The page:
Furthermore, the National Blood Service does not directly solicit donations from the general public, instead raising its operating budget through charging partner organisations such as hospitals, primary care trusts and research and development companies for its administrative expenses; transportation costs, storage costs, collection costs and research costs to identify a few as they do not charge for the blood components themselves.
Notwithstanding emergency situations and large scale disasters the demand side aspect for blood related products is usually quite constant for ongoing diseases and illnesses and can therefore by anticipated with reasonable accuracy (Grant, 2010).
This report investigates the marketing successes of the National Blood Service in specific reference to its aims and also describe the successes it has had fulfilling the expectations of its shareholders.
The market for blood related products has been extensively researched with Titmuss (1970) who asserted through his research that blood donors cannot be described "in terms of complete, disinterested, spontaneous altruism" instead showing a motivation through certain obligatory tendancies and social responses such as approval and a sense of inclusion. It is this research into donor motivation that forms the basis of most subsequent literature that provides marketing and supply chain recommendations to the industry. Titmuss (1970) also alludes to a situation where commercialisation and incentivisation through monetary reward actually stymies the expression of altruism and reduces donation rates.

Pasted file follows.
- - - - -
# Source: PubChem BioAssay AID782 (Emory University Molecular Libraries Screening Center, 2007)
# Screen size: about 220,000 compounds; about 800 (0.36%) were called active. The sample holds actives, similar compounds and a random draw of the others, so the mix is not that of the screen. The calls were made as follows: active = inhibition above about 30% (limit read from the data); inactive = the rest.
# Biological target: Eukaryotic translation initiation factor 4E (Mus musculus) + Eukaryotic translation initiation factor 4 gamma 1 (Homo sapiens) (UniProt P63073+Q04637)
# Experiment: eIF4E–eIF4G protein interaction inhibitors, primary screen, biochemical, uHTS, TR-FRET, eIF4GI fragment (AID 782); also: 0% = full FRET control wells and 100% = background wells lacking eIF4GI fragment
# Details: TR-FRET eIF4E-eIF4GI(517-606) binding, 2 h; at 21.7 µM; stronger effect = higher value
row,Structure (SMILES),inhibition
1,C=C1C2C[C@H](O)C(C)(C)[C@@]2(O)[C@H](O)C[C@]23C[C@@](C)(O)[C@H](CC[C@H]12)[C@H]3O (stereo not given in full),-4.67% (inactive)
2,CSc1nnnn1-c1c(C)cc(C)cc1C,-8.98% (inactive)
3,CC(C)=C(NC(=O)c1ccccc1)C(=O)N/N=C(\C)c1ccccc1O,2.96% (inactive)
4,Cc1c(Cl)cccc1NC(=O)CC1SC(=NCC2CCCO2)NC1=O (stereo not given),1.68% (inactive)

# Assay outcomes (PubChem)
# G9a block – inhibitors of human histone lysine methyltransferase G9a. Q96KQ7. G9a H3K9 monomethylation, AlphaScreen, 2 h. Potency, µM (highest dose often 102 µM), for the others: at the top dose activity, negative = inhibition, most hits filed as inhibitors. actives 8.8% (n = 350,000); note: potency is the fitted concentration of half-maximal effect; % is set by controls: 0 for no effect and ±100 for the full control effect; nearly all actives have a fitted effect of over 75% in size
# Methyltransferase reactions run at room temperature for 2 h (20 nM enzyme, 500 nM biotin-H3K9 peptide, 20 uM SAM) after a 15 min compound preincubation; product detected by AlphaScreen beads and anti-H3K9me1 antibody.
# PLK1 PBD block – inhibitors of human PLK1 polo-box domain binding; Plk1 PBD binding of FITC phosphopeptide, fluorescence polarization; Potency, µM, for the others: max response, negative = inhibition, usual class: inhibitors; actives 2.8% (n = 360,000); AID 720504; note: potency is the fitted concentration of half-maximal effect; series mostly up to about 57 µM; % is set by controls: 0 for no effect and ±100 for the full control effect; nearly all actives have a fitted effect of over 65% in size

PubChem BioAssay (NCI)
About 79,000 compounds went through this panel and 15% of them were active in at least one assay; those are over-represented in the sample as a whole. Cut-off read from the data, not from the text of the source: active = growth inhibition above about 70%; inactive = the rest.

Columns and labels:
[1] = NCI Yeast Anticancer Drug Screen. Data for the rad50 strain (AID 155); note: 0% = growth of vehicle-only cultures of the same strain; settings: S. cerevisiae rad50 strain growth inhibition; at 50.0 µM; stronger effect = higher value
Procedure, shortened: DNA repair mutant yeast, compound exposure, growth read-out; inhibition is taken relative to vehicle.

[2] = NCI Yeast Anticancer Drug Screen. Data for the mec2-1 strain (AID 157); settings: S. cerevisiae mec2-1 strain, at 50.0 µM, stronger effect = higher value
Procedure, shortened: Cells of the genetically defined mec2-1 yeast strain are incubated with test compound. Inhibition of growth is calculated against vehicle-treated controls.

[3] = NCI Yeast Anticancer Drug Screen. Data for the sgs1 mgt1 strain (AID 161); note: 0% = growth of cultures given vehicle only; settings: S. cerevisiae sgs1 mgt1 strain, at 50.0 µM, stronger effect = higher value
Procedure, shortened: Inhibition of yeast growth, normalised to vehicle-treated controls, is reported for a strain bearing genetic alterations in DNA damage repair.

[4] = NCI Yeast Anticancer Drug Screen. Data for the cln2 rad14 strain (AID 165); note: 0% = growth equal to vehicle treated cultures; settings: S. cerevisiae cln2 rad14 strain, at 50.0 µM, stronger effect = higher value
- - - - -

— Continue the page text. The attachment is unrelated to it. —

Marketing the National Blood Service to potential donors should focus on four factors that add value to the experience; quality and safety, research and development, timeliness and availability. Notice how these issues can be divided into two points that directly relate to blood related products compared to the latter two which focus on supply-chain and logistical delivery of the services it offers. (Grant et al, 2006)
As part of a study into donation behavior it showed up that attracting new donors is not the only problem that the National Blood Service have to contend with in their marketing strategies Leigh et al (2007) states that "the majority of donors (86 percent) have given blood no more than five times" meaning that the relationship between the National Blood Service and a potential long-term donor needs to be addressed to increase the potential lifetime value of the donor. Lifetime value, in this case, of the donor should be considered of paramount importance (Ambler and Styles, 2000, p. 503).
One study from 2007 shows that 62% of people said that the most likely way to encourage them to donate would be if the potential donor were to receive information when their blood (Leigh et al, 2007). This approach brings ethical, legal and logistical questions into the equation such as the existence of data protection laws, emotional manipulation and whether there could be a financially viable way of transmitting the information back down the supply chain.
- Quote paper
- Christopher Ulph (Author), 2010, Marketing Options of the National Blood Service, Munich, GRIN Verlag, https://www.grin.com/document/166059